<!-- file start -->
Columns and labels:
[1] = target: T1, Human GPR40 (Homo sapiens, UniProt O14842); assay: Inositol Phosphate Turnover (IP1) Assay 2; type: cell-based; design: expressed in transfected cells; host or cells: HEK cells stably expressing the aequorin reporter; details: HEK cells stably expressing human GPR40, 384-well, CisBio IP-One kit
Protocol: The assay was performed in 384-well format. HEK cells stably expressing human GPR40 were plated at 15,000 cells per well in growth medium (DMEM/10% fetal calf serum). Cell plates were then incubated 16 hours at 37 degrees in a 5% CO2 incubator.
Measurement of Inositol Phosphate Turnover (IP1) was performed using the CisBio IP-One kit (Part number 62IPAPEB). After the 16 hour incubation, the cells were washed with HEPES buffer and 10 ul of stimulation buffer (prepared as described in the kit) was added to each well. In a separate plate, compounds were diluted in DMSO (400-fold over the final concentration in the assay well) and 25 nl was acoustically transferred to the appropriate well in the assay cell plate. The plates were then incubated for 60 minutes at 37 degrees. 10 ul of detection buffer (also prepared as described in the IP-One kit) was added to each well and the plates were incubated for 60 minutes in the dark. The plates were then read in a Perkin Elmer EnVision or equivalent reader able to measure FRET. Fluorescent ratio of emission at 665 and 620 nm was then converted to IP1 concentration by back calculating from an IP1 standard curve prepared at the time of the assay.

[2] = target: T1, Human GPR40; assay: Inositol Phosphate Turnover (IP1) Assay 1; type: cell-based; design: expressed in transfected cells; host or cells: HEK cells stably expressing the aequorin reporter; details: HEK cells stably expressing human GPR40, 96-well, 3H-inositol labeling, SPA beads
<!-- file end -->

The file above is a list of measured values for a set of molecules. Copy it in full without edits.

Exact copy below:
Columns and labels:
[1] = target: T1, Human GPR40 (Homo sapiens, UniProt O14842); assay: Inositol Phosphate Turnover (IP1) Assay 2; type: cell-based; design: expressed in transfected cells; host or cells: HEK cells stably expressing the aequorin reporter; details: HEK cells stably expressing human GPR40, 384-well, CisBio IP-One kit
Protocol: The assay was performed in 384-well format. HEK cells stably expressing human GPR40 were plated at 15,000 cells per well in growth medium (DMEM/10% fetal calf serum). Cell plates were then incubated 16 hours at 37 degrees in a 5% CO2 incubator.
Measurement of Inositol Phosphate Turnover (IP1) was performed using the CisBio IP-One kit (Part number 62IPAPEB). After the 16 hour incubation, the cells were washed with HEPES buffer and 10 ul of stimulation buffer (prepared as described in the kit) was added to each well. In a separate plate, compounds were diluted in DMSO (400-fold over the final concentration in the assay well) and 25 nl was acoustically transferred to the appropriate well in the assay cell plate. The plates were then incubated for 60 minutes at 37 degrees. 10 ul of detection buffer (also prepared as described in the IP-One kit) was added to each well and the plates were incubated for 60 minutes in the dark. The plates were then read in a Perkin Elmer EnVision or equivalent reader able to measure FRET. Fluorescent ratio of emission at 665 and 620 nm was then converted to IP1 concentration by back calculating from an IP1 standard curve prepared at the time of the assay.

[2] = target: T1, Human GPR40; assay: Inositol Phosphate Turnover (IP1) Assay 1; type: cell-based; design: expressed in transfected cells; host or cells: HEK cells stably expressing the aequorin reporter; details: HEK cells stably expressing human GPR40, 96-well, 3H-inositol labeling, SPA beads